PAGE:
Wall Street Democrats known for donating large amounts of money to the party are reportedly warning that if Elizabeth Warren wins the 2020 nomination, they won’t be sending a dime of their money to help elect her over Trump. Concerned about Warren’s ostentatious plans to reign in Wall Street, put banks under considerable regulations, and generally take a hostile approach to the investment sector, these donors have made it clear that they will sit this one out if she is the one running in the general election.
In recent weeks, CNBC spoke to several high-dollar Democratic donors and fundraisers in the business community and found that this opinion was becoming widely shared as Warren, an outspoken critic of big banks and corporations, gains momentum against Joe Biden in the 2020 race.
“You’re in a box because you’re a Democrat and you’re thinking, ‘I want to help the party, but she’s going to hurt me, so I’m going to help President Trump,'” said a senior private equity executive, who spoke on condition of anonymity in fear of retribution by party leaders. The executive said this Wednesday, a day after Speaker Nancy Pelosi announced that the House would begin a formal impeachment inquiry into Trump.
The business community’s unease about Warren’s candidacy has surged in tandem with her campaign’s momentum. CNBC’s Jim Cramer said earlier this month that he’s heard from Wall Street executives that they believe Warren has “got to be stopped.” Warren later tweeted her response to Cramer’s report: “I’m Elizabeth Warren and I approve this message.”
That’s all well and good that Warren is using Wall Street’s skepticism of her as a campaign tool, but the fact is: Campaigns need money to be successful. And Democrats get plenty of it from the banking sector. Without that influx of cash, Warren will be forced to rely almost exclusively on small-ball donors…and while there’s a better chance of doing well in that area in 2020 than there was, say fifteen years ago, it leaves her vulnerable. Especially given the unprecedented fundraising powerhouse that is the combined RNC/Trump campaign machine.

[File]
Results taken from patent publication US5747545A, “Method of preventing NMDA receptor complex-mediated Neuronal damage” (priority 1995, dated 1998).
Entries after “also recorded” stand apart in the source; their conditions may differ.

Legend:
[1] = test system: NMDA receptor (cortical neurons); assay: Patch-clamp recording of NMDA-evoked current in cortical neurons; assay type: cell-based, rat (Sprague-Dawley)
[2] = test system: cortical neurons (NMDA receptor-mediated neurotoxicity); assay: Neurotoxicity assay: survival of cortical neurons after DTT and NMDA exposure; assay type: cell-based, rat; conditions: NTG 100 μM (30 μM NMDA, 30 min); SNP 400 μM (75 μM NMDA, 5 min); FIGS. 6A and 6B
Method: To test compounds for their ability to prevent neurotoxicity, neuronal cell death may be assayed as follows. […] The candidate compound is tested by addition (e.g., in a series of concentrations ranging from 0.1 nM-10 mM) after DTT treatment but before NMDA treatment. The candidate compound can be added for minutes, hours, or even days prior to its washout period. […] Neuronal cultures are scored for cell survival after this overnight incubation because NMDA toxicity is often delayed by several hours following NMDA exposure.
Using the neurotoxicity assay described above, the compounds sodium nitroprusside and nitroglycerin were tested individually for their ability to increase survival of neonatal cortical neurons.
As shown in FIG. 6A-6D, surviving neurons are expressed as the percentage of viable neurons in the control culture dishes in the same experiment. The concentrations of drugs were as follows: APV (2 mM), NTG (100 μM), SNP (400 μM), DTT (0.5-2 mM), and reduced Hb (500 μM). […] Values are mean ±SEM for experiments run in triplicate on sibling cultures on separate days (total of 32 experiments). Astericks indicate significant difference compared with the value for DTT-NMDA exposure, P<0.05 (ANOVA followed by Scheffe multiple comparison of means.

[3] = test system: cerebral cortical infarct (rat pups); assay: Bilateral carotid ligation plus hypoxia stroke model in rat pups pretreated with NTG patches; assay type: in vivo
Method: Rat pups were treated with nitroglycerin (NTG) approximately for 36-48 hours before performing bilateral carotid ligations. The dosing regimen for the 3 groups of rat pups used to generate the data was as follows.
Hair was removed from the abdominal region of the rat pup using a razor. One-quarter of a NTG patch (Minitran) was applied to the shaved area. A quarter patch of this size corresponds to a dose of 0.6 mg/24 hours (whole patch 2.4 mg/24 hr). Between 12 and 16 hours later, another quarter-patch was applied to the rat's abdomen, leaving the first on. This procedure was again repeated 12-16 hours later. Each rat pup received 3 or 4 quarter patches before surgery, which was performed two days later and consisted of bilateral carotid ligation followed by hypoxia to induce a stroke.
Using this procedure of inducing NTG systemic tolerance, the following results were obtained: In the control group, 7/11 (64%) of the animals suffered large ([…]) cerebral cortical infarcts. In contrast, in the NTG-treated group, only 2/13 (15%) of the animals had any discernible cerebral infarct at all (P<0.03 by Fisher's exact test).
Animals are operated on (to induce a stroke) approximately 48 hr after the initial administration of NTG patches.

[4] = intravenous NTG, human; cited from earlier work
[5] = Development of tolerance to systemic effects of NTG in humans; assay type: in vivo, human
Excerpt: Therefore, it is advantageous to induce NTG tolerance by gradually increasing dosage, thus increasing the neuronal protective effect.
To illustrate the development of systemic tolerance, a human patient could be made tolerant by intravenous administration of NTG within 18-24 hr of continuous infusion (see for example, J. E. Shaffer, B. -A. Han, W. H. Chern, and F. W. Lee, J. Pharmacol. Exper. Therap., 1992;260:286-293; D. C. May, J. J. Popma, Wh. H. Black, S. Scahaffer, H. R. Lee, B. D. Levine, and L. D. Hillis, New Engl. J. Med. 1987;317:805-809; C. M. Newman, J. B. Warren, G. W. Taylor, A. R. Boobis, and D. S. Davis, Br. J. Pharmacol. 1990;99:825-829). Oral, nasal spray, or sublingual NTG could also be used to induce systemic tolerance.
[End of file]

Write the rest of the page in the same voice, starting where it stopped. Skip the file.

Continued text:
There are also questions about how far Democrat leaders will go towards supporting Warren. If THEY are dependent on Wall Street funding, are they really going to go out on a limb to campaign for a woman who threatens to undo the private banking industry? It remains to be seen, but the tea leaves don’t look good.
Warren’s appeal to the base comes from her promise of a revolution. But even if that garners her the nomination (and it’s way too early to say that it will), it could be the very thing that prevents her from winning the big one next November. Certainly, she’ll be forced to do it on a budget, and that alone is a major handicap.